From Shirakawa-go: Visit Takayama
Many visitors to Shirakawa-go will make the journey via its nearby neighbour of Takayama. Long known to Japanese as one of the best-preserved Edo Period towns in the country, Takayama has achieved increasing popularity with international visitors following the World Heritage-listing of Shirakawa-go and Gokayama. As international travellers move to and from Shirakawa-go they have discovered the historic town centre of Takayama and its thriving food culture. As such, visiting both Takayama and Shirakawa-go at the same time is an extremely popular double-stop as visitors move through Central Japan and between Kyoto and Tokyo.
During the Edo Period (1603-1868), Takayama was renowned for the skill of its carpenters, timber craftsmanship and other artisans. As such the city was placed under the direct control of the Tokugawa Shogunate, under a policy known as ‘shihaisho’ or ‘tenryo’. Translating to ‘emperor’s land’, Takayama was effectively owned by the shogun who made use of its master craftsmen in constructing temples and official buildings throughout Japan.
Today, that mastery can still be seen in the charming streetscape of Takayama’s old town. Known as the ‘Sannomachi’, the historic centre of the city lays claim to being one of Japan’s best remaining examples of an Edo Period town. Original buildings dating back to the 18th century remain today, a testament to the quality with which they were constructed. Merchant buildings, storehouses, and historic homes operate as restaurants, cafes, museums, and craft stores, with the families that run them often living on the second-floor.
Takayama has also established itself as a great town for foodies and lovers of ‘washoku’ (Japanese cuisine). Located in the next to the Hida region of Gifu Prefecture, called is also called Hida-Takayama and many visitors come to try some of Japan’s best beef. Hida beef or ‘Hida-gyu’ is the name given to a specific type of beef, produced from black-haired Japanese cattle.
Known for its intense marbling, the flavor is rich and sumptuous to eat. Considered the match of internationally acclaimed ‘wagyu’ and Kobe beef, for many Japanese Hida-gyu is the best beef in Japan. Located under an hour from Shirakawa-go and the main transport hub through which most visitors move, there really is no excuse not to spend a day or two in, and around Takayama.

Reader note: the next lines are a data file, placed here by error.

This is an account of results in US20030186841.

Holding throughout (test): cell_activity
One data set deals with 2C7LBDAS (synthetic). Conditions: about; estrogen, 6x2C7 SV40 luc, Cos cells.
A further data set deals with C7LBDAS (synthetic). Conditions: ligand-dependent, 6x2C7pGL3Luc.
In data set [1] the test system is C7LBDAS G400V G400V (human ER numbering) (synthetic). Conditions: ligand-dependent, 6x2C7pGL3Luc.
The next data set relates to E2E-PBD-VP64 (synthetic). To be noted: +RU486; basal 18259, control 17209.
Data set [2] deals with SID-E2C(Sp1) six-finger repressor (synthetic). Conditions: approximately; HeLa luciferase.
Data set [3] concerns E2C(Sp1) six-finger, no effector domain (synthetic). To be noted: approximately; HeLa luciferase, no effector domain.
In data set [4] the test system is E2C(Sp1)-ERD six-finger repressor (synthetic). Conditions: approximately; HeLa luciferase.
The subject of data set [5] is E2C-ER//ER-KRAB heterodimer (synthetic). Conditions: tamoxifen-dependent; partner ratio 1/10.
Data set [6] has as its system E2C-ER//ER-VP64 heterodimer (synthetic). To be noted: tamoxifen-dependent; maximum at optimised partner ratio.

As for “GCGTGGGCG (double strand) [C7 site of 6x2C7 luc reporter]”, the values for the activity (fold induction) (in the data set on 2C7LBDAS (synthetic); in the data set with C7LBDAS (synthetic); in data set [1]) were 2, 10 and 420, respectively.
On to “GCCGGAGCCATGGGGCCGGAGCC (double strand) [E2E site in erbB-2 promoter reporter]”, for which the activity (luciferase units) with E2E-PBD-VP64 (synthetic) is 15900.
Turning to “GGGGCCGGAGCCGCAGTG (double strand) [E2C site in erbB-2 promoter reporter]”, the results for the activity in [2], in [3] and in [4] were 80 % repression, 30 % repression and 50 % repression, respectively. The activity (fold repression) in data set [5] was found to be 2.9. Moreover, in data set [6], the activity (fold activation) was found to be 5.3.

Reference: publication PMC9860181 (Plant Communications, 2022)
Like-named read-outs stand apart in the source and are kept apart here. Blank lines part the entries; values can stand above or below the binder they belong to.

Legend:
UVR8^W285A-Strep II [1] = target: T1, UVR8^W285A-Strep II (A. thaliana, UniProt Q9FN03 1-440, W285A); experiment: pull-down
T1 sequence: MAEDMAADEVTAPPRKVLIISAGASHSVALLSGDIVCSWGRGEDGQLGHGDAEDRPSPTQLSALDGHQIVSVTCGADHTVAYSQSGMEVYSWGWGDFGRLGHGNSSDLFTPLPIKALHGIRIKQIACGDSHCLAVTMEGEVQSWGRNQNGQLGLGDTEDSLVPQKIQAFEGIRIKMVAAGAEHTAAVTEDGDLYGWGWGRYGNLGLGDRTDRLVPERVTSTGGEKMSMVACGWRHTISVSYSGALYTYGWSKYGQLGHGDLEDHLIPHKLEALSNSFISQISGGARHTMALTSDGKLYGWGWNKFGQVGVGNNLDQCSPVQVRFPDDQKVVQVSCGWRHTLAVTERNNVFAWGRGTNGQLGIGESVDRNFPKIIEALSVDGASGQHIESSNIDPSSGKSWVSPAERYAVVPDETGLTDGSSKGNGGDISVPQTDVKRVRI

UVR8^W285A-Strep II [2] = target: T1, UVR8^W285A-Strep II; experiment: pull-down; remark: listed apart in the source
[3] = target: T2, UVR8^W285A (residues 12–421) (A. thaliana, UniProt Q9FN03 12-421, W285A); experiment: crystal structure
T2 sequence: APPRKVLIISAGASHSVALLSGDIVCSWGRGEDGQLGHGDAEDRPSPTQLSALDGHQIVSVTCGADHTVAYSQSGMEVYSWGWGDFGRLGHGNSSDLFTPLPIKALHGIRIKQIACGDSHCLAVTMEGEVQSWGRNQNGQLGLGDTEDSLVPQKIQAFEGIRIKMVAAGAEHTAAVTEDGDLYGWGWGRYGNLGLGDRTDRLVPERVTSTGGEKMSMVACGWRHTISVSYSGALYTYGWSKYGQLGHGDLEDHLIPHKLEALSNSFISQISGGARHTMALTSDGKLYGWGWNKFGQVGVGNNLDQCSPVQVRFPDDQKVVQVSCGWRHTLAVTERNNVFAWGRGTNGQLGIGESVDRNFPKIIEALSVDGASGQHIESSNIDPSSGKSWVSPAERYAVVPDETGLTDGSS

25 THINGS TO DO AROUND TAKAYAMA & WHERE TO STAY
When people talk about the beauty of Takayama and encourage you to visit, they are speaking of the city’s beautiful historic centre – one of Japan’s best remaining examples of an Edo Period (1603-1868) town. Through that time, Takayama was renowned for the skill of its carpenters, timber craftsmanship and other artisans. Today, that mastery can still be seen in the charming streetscape of Takayama’s old town. Known as the Sannomachi, the historic centre of the city is lined with beautiful buildings housing restaurants, craft and food stores, breweries, museums, accommodation and many residential homes. The city is equally well-known for its thriving food scene including its famous Hida beef and Takayama ramen, while outside of the city, visitors can access some of Japan’s most rewarding destinations including the World Heritage-listed villages of Shirakawa-go and Gokayama, the beautiful alpine valley of Kamikochi or more historic destinations such as Matsumoto Castle and post towns of the Nakasendo. For tips and suggestions of what to do while there, including accommodation listings, see our ’25 Things To Do Around Takayama & Where To Stay’ page.